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Help understanding landau damping derivation

  1. May 14, 2012 #1
    I have been given a derivation describing the physics of landau damping, but i don't quite understand it. It starts with the equation for a charged particle in a 1d electric field varying as Eexp[i(kx-wt)] being determined by d2x/dx2=e/m Eexp[i(wt-kx)].

    Since we are dealing with a linearized theory in which the perturbation due to the wave
    is small, it follows that if the particle starts with velocity u0 at position x0 then we may
    substitute x0+u0 t for x in the electric field term. This is actually the position of the particle on its unperturbed trajectory, starting at x = x0 at t = 0. Thus, we obtain

    du/dt=e/m Eexp[i (kx0+ku0 t−ωt)] [1]

    I understand it up till this point, the next part leaves me confused.

    equation [1] yields:

    u − u0 =e/m E [[exp i(kx0+ku0 t−ωt) − exp ikx0)]/i(ku0 − ω)]

    As k u0 − ω → 0, the above expression reduces to

    u − u0 =e/m Et exp ik x0

    showing that particles with u0 close to ω/k, that is with velocity components along the
    x-axis close to the phase velocity of the wave, have velocity perturbations which grow in
    time. These so-called resonant particles gain energy from, or lose energy to, the wave, and are responsible for the damping.

    I have attached the derivation that is in my textbook as a seperate file, If anyone could point me in the right direction to understanding this it would be greatly appreciated.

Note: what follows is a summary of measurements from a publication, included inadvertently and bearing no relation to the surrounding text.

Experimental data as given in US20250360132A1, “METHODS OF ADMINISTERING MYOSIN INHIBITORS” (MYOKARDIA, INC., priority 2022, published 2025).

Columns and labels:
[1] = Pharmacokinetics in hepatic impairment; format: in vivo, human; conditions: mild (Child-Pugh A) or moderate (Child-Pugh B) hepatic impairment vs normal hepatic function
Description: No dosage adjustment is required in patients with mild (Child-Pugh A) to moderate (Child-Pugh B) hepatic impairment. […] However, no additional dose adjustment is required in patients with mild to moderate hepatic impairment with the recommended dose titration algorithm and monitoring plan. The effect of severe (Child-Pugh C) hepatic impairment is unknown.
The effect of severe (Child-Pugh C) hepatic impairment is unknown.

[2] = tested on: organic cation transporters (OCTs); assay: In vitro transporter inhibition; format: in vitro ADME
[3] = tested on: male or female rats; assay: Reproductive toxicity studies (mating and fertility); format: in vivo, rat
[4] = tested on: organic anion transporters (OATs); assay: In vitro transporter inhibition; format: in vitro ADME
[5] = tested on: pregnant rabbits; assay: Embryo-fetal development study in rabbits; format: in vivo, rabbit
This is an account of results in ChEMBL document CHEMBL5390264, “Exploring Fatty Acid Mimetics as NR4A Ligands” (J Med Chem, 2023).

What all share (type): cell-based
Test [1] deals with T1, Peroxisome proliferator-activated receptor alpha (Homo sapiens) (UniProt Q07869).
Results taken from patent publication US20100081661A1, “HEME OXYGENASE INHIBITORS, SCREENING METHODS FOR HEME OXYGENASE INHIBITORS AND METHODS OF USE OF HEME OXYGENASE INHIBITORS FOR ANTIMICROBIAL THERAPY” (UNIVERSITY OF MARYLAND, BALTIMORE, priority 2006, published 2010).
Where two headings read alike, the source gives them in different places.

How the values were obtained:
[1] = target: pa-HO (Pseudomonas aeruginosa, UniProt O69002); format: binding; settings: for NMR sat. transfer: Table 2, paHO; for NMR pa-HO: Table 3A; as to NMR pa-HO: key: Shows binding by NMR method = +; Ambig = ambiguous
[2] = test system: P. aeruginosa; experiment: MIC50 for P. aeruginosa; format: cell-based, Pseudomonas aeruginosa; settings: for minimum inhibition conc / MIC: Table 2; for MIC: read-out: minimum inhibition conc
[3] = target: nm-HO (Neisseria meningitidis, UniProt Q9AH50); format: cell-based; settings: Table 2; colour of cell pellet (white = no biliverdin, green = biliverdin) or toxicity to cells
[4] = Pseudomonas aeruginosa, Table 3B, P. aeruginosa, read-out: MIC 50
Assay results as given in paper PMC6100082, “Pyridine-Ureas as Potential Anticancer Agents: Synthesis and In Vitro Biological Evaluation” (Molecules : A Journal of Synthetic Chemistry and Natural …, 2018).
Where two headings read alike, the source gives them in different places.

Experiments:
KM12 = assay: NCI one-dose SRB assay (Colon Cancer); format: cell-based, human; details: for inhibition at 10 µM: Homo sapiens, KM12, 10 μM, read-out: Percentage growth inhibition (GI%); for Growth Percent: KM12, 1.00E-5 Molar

Attached Files:

  2. jcsd
  3. May 14, 2012 #2


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    Science Advisor

    To simplify let Δ = ku0 - ω. Eq [1] is du/dt = e/m Eeikx0 (eiΔt). Integrating the parenthesis wrt t gives u - u0 = e/m Eeikx0 (eiΔt/iΔ). Then to evaluate the limit Δ → 0 we use l'Hopital's rule. Diffierentiate numerator and denominator of the () wrt Δ and get u - u0 = e/m Eeikx0 (it/i), which is what you have.
  4. May 14, 2012 #3
    Thanks for the speedy response, very much appreciated!
  5. May 14, 2012 #4
    one more thing i forgot to ask, what does u-u0 represent and how does this show that electrons with velocities u0 close to the phase velocity of the wave have pertubations that grow in time?

    Best Wishes

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